Dødeskibet - The Dead-Ship

Since the Viking Museum at Ladby has such a unique find as a Viking ship grave and all of its luxury grave goods, what could be more natural than bringing them "to life" by creating a new exhibition and thus offer visitors an experience above and beyond the usual museum visit. Enter Dødeskibet - the Dead-Ship 

Ship(s) 

It began when carpenter Arne Jensen built the ship itself. It is not built "correctly", like a real Viking ship. But it is a beautiful piece of scenery! We saved the real shipbuilding energy for the full-size sailable replica of the Ladby Ship that we and the Ladby Ship Guild began to build in the summer 2011, with help from the Viking Ship Museum in Roskilde.

Much more than a ship
 

The Dead-Ship is much more than the ship itself and its furnishings. On the back wall, an impression of the captivating landscape that one would see by the viking ship grave on the day around 925 AD on which the Ladby chieftain was laid to rest in his ship, ready for the final journey. Artist Ole Vedby Jørgensen's big mural painting has made this a reality.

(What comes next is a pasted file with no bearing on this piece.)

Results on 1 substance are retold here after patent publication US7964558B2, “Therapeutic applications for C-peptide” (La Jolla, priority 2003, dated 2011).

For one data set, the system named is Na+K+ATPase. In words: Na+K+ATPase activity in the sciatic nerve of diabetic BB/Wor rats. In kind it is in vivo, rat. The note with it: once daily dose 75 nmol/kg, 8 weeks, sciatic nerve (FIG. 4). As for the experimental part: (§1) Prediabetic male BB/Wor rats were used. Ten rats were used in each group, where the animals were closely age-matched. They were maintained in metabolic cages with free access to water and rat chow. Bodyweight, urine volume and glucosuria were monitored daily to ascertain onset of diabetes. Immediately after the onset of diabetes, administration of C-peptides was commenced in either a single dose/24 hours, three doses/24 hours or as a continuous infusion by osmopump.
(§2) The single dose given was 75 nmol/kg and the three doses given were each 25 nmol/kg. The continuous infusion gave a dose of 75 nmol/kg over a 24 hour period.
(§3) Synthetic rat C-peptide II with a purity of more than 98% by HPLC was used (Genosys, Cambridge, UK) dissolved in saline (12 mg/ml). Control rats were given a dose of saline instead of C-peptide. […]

Another artist, Jens Bohr, has created a little movie envisioning the journey that the ship will take to the Kingdom of the Dead. That is, he shows us an idea of how the Vikings pictured this final journey, as far as we know. 

Woodcutter Poul Kjer is the man behind the "inhabitants" of the exhibition and the 11 horses and the dogs - and the chieftain.

The chieftain's bed was carved out på Arne Jensen. The chieftain's kaftan is sewn by Manja Erlenkeuser. Annette Nørgaard Bogulski has made the bedding for the chieftain and the clothes for the grave followers. Of course they must all be dressed in their finest, right down to the shoes that Manja Erlenkeuser has sewn. 

Then there is the large anchor with chain and cordage and all the loose objects, including silver buckles and plates with gold on the edges, bronze platters, a bronze bowl, a wooden bucket with iron fittings, a sword, a shield, a bow and arrows, tackle for the horses and much more. In the near future, they are all being recreated by Arne Jensen and various craftsmen.

 

 

 

 

 

 

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